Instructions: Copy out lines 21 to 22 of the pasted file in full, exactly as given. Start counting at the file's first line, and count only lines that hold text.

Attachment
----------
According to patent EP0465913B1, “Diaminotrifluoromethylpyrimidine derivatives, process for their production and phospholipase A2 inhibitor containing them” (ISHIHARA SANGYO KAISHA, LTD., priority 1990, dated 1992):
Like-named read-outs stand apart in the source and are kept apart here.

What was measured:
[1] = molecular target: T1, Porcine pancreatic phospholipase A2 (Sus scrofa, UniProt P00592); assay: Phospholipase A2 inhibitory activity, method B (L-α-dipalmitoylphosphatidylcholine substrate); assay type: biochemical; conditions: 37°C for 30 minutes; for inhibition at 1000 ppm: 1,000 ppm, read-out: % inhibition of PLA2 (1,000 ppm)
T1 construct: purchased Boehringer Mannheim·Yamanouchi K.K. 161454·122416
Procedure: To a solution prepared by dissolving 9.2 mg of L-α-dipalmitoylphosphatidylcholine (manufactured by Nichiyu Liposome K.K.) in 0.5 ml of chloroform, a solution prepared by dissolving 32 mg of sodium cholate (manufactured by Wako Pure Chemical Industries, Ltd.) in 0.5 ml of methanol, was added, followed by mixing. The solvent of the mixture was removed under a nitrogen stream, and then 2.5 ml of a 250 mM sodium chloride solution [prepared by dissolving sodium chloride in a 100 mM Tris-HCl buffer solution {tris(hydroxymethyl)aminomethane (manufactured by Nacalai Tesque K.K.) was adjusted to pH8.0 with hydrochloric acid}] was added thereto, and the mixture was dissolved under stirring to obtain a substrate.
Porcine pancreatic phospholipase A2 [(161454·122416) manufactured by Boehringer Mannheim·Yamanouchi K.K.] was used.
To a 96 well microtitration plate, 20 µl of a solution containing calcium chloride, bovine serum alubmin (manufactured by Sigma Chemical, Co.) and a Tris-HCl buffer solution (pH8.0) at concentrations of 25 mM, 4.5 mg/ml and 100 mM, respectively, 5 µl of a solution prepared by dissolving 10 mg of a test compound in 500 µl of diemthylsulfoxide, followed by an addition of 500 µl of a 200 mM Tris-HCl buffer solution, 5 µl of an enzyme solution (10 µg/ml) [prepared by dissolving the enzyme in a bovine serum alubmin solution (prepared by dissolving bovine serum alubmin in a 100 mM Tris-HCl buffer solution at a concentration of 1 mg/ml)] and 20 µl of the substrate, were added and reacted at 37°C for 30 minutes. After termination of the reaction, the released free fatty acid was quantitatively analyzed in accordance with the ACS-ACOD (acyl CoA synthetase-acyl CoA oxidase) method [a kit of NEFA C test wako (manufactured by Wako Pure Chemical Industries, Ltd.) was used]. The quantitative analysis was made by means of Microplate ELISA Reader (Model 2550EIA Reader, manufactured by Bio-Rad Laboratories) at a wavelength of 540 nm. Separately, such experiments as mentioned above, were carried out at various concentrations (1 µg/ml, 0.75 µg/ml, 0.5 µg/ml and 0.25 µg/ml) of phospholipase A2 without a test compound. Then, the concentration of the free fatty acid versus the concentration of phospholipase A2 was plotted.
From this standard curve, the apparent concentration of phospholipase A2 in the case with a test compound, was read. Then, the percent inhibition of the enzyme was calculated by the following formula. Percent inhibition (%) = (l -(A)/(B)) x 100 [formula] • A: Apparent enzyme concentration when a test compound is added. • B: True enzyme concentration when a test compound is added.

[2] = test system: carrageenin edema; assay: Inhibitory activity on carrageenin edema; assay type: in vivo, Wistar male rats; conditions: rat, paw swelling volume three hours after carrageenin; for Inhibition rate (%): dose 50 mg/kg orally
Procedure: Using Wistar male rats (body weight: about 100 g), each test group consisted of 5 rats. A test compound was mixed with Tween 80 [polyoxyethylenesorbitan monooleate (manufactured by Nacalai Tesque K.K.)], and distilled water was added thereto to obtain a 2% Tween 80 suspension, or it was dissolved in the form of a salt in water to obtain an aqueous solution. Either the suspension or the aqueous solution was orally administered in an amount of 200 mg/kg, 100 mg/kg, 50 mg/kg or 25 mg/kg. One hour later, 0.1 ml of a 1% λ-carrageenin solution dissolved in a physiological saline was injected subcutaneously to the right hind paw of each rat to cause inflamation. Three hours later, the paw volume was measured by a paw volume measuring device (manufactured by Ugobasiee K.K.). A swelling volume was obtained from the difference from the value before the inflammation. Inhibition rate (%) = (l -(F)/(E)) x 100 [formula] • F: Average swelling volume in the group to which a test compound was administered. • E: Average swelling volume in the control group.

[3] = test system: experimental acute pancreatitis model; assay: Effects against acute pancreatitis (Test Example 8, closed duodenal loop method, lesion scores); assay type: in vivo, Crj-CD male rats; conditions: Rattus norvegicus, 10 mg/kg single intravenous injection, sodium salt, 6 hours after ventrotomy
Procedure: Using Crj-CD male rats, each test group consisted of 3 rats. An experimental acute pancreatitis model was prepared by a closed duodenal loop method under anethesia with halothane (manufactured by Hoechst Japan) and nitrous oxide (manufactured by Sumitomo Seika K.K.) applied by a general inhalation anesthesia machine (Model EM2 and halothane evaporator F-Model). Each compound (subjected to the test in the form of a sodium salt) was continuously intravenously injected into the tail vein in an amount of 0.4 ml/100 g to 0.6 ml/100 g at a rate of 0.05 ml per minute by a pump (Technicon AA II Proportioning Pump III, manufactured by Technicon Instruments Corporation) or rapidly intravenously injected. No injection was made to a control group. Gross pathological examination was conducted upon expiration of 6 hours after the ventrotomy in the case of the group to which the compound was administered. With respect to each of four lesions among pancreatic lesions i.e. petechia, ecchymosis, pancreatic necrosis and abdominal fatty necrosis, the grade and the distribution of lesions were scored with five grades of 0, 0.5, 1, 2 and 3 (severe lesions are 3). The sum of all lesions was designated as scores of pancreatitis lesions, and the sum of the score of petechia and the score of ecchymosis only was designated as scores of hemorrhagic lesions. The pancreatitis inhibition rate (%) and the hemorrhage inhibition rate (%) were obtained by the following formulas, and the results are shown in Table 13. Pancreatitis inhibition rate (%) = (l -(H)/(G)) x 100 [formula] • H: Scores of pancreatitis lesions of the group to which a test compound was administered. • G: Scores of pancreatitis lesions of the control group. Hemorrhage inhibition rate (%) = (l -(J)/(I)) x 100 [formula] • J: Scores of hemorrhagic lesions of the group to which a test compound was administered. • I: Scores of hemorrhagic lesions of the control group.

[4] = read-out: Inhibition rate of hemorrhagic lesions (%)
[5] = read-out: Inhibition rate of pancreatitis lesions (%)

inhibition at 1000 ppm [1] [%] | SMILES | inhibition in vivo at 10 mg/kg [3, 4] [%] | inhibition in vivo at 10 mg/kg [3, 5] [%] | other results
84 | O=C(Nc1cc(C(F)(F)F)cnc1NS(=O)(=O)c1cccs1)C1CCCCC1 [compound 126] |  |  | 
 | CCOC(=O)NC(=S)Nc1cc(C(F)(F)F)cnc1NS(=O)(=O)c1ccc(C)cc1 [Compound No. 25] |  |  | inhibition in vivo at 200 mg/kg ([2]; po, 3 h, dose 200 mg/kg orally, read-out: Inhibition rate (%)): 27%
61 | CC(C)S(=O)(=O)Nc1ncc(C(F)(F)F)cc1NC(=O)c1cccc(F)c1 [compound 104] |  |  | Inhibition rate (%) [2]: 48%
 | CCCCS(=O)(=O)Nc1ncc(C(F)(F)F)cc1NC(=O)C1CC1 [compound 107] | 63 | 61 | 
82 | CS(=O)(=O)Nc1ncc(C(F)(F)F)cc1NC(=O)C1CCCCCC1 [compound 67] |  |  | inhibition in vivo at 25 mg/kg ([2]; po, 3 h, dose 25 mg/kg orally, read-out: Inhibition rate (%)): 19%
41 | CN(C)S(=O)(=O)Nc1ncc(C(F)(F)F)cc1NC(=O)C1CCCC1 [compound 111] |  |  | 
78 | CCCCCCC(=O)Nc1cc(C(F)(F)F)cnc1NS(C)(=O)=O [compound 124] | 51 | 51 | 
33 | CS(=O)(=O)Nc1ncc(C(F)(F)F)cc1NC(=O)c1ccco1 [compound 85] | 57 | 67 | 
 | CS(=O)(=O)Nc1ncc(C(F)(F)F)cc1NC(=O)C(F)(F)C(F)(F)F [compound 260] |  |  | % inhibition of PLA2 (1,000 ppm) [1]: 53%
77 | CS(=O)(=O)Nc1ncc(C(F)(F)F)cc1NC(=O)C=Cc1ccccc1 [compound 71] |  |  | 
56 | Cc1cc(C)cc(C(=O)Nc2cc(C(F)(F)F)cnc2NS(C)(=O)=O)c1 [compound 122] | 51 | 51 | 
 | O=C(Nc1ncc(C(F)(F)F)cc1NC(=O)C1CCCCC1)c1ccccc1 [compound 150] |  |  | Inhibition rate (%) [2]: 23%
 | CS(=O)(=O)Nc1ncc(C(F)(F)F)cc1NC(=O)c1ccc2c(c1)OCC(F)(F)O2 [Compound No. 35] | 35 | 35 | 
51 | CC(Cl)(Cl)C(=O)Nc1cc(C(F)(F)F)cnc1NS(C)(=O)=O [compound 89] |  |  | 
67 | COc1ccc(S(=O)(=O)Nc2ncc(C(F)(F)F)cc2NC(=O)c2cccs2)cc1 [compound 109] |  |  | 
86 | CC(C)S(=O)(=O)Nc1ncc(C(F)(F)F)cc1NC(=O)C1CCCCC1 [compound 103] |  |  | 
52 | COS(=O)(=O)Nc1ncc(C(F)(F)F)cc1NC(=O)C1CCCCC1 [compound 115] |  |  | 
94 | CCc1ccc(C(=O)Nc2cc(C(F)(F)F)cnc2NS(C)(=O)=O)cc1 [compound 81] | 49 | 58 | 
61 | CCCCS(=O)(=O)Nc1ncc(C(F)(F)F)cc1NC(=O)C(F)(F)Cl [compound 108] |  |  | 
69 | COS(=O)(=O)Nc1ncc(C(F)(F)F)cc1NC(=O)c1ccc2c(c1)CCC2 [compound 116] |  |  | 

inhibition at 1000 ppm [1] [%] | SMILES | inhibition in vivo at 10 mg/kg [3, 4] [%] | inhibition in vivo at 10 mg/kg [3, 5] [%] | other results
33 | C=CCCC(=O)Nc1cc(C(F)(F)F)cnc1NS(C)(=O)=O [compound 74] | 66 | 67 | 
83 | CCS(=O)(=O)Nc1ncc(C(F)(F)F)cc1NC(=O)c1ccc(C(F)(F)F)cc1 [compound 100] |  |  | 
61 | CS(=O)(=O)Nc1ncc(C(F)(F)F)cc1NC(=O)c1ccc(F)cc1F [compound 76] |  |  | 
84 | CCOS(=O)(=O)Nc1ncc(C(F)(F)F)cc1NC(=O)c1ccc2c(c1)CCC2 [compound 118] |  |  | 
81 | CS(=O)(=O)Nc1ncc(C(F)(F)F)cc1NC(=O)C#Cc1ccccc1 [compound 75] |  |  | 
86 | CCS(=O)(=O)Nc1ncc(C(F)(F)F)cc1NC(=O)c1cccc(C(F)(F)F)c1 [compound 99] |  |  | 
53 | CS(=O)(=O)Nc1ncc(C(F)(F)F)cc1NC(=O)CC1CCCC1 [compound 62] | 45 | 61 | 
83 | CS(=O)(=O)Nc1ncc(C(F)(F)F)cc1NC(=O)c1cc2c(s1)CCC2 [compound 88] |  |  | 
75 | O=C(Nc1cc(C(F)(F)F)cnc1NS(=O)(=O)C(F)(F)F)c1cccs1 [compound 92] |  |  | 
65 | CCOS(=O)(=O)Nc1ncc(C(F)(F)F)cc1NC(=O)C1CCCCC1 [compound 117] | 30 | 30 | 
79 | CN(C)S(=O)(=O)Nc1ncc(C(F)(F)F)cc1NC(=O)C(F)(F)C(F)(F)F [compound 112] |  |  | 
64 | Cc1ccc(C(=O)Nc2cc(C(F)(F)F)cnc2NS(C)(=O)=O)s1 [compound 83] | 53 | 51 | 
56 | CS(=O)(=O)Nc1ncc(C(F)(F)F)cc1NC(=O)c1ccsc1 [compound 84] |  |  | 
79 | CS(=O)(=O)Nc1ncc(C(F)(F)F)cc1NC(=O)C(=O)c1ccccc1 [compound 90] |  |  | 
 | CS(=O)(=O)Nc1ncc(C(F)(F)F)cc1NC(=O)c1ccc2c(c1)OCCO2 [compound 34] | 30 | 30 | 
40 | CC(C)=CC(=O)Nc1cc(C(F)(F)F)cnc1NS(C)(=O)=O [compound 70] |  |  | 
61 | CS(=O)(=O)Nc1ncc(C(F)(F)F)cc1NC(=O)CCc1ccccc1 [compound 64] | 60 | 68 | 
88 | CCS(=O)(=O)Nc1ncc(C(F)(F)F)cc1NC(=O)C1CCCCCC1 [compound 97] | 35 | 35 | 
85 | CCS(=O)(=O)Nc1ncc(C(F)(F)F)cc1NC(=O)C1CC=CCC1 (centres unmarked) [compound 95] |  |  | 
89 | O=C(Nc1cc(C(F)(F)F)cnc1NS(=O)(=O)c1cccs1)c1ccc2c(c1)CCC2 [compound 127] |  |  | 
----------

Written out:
82 | CS(=O)(=O)Nc1ncc(C(F)(F)F)cc1NC(=O)C1CCCCCC1 [compound 67] |  |  | inhibition in vivo at 25 mg/kg ([2]; po, 3 h, dose 25 mg/kg orally, read-out: Inhibition rate (%)): 19%
41 | CN(C)S(=O)(=O)Nc1ncc(C(F)(F)F)cc1NC(=O)C1CCCC1 [compound 111] |  |  | 